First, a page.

The judge did not take into consideration López’s many calls for peaceful protests. She rebuffed calls from the U.N. Working Group on Arbitrary Detention and the U.N. Committee Against Torture for Venezuelan authorities to allow López a fair trial and improve the conditions of his detention. For much of his trial, López was held in isolation in a military jail. Even his reading material was taken away.
The government has been heavily invested in the López case from day one. National Assembly President (and Venezuela’s No. 2 leader) Diosdado Cabello personally drove López to jail when he turned himself in. Maduro himself has publicly condemned López on numerous occasions, labeling him “the monster of Ramo Verde” after the military prison that houses him. He even offered to free López if the U.S. government would release a Puerto Rican “political prisoner.”
Judge Barreiros, like most Venezuelan judges, is a temporary judge. This means she can be replaced at will by judicial authorities closely linked to the government. In a curious twist, she was initially named a judge as a substitute for Maria Lourdes Afiuni, a famous former judge who was imprisoned, tortured, and raped after ruling against the government in 2009. Few would be as aware of Afiuni’s sad fate as her replacement — so it’s no surprise that Barreiros has historically towed the party line. A few years ago, Judge Barreiros freed the brother of a minister in Maduro’s cabinet who had been jailed for embezzlement.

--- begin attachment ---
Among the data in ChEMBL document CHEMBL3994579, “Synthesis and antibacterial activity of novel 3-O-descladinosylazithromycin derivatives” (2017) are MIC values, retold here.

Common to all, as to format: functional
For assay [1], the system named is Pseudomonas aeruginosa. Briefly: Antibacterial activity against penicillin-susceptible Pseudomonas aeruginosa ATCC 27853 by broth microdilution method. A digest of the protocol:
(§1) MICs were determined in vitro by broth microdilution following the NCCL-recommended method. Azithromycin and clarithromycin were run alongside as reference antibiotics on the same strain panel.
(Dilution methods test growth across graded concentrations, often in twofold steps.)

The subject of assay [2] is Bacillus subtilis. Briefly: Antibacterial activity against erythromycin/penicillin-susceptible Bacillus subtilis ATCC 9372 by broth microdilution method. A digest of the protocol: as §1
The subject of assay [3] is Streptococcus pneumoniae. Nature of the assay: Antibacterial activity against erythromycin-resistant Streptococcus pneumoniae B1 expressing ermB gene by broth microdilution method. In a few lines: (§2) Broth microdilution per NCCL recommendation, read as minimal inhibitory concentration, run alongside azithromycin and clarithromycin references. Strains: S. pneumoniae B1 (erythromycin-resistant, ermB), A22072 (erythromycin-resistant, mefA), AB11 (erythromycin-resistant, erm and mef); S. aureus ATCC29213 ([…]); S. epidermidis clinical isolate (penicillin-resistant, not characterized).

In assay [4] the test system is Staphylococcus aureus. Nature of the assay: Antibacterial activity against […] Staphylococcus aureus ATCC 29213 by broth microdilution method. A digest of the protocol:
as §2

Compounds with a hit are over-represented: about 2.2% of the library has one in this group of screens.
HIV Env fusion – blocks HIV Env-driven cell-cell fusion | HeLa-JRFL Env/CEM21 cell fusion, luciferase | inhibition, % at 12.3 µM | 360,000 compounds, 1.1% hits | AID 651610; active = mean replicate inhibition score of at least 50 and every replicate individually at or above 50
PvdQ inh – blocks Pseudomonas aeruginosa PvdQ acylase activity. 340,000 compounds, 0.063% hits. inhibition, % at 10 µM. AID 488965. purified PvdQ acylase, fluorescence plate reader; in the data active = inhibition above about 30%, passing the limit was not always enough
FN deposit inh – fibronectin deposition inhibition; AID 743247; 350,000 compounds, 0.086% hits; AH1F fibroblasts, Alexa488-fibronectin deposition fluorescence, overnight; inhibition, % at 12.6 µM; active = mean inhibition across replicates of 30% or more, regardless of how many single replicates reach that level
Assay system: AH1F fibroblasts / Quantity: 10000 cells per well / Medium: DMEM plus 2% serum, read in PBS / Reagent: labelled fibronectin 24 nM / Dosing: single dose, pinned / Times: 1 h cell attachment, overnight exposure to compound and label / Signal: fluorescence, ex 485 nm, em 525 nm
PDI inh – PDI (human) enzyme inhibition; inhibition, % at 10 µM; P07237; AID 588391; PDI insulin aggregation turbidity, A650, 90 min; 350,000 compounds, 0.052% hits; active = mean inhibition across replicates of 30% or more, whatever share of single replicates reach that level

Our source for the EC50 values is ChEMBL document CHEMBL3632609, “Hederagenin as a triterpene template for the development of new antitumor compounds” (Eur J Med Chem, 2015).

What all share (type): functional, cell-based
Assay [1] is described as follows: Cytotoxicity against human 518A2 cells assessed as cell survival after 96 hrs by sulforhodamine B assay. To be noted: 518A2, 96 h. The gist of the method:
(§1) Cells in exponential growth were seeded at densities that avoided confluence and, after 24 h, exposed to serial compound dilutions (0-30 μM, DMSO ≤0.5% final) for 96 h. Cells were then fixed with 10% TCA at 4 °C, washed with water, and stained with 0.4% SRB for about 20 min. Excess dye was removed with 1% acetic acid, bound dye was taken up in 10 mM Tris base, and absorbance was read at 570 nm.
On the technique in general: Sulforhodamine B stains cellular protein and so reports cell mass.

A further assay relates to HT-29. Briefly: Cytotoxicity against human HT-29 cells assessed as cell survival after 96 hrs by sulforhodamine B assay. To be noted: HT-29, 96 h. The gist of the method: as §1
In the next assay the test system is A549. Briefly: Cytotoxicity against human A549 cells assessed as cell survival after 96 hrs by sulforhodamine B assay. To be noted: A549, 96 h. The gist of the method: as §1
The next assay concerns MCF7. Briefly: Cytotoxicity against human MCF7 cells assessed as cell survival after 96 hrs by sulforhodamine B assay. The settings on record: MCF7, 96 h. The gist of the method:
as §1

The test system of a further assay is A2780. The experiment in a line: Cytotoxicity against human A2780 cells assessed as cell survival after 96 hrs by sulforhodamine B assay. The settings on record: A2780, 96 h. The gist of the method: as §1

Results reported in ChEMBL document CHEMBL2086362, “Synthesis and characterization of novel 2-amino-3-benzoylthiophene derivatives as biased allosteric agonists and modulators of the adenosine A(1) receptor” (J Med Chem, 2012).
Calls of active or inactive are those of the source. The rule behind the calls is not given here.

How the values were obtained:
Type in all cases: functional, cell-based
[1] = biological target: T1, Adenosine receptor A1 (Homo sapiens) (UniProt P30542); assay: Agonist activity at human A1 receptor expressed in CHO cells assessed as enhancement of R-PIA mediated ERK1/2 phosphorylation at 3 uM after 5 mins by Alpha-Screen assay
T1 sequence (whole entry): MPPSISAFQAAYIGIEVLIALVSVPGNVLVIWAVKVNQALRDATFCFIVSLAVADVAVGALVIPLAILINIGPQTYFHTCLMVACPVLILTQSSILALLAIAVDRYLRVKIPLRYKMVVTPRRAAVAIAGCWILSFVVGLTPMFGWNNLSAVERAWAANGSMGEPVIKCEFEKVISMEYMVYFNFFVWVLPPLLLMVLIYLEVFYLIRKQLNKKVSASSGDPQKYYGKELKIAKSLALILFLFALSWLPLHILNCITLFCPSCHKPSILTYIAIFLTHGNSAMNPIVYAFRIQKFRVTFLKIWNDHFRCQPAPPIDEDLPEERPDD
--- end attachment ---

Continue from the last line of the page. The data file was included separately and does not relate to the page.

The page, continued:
The López verdict is a sign of the government’s clumsiness. Making him a martyr unifies the opposition and reinforces its main message: Basic freedoms are at stake, and only a complete change can bring about democracy in Venezuela. With legislative elections coming up in December (a date that was set only as a response to a hunger strike by López and other political prisoners) and the government looking increasingly likely to do poorly, energizing the opposition further is not likely to help.
Internationally, the ruling is expected to hurt Venezuela’s chances of reaching a rapprochement with the United States. Both the Maduro and Obama administrations have been inching toward some form of coexistence as of late, but the ruling is likely to poison the well for the near term. Both President Barack Obama and Secretary of State John Kerry have expressed support for López. Kerry and Vice President Joe Biden have both met with his wife. Amnesty International and Human Rights Watch have already condemned the ruling.
In the secret video of López on trial, he claimed defiantly that he was a political prisoner. By throwing the book at him on trumped-up charges, the Venezuelan government and its lackeys in the courts have made certain the world knows he is right.
In the photo, a supporter of Leopoldo López reacts after learning of his guilty verdict in Caracas on Sept. 10, 2015.
Photo credit: FEDERICO PARRA/AFP/Getty Images
Correction, Sept. 11, 2015: A total of 43 people died in the wave of protests last year. A previous version of this article mistakenly said that 45 people died.